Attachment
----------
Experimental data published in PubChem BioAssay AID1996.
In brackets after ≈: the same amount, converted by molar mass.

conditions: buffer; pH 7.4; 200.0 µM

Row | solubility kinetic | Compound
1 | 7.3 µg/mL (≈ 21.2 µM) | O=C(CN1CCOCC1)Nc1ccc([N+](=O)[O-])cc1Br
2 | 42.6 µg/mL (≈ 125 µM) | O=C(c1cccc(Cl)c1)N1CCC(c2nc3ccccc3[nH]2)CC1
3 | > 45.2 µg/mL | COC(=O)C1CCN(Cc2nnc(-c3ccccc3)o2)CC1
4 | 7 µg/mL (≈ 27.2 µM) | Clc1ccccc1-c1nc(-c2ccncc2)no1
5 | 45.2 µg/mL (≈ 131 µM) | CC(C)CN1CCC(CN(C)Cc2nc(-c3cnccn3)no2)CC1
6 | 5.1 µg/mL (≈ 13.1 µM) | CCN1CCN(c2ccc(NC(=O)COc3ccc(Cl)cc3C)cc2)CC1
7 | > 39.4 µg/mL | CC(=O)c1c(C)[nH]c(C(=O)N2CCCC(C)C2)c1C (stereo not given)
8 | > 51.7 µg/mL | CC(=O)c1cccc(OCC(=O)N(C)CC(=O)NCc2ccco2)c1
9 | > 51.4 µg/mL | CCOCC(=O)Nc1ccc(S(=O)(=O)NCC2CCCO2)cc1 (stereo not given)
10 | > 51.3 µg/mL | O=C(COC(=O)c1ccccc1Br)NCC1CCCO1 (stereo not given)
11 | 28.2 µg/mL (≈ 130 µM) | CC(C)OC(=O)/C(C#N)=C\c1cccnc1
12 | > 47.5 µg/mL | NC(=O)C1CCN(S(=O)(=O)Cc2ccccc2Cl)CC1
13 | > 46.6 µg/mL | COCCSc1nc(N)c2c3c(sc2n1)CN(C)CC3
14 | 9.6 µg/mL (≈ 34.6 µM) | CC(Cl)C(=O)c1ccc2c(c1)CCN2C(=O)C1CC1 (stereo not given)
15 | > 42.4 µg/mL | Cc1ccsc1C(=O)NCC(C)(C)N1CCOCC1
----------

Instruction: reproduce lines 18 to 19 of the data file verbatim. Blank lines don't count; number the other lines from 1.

14 | 9.6 µg/mL (≈ 34.6 µM) | CC(Cl)C(=O)c1ccc2c(c1)CCN2C(=O)C1CC1 (stereo not given)
15 | > 42.4 µg/mL | Cc1ccsc1C(=O)NCC(C)(C)N1CCOCC1